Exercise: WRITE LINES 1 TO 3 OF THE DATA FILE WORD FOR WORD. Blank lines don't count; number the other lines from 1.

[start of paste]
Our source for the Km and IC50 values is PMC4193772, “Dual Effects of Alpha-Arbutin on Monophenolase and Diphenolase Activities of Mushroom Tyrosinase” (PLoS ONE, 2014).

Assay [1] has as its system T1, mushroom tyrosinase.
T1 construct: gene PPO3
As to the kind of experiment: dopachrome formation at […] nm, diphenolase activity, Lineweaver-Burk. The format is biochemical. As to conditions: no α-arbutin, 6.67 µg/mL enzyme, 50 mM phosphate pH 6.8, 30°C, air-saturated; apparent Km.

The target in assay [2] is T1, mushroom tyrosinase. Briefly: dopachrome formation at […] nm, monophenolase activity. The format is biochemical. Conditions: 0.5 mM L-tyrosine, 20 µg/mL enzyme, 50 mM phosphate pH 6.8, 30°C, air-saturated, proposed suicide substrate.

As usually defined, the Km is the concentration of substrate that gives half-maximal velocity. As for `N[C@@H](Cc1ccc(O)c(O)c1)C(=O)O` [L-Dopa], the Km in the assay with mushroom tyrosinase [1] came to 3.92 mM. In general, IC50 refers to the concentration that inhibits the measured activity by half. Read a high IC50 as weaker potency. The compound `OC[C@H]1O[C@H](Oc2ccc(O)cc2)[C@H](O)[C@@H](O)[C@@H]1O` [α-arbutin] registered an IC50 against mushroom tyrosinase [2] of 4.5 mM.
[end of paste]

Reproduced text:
Our source for the Km and IC50 values is PMC4193772, “Dual Effects of Alpha-Arbutin on Monophenolase and Diphenolase Activities of Mushroom Tyrosinase” (PLoS ONE, 2014).

Assay [1] has as its system T1, mushroom tyrosinase.
T1 construct: gene PPO3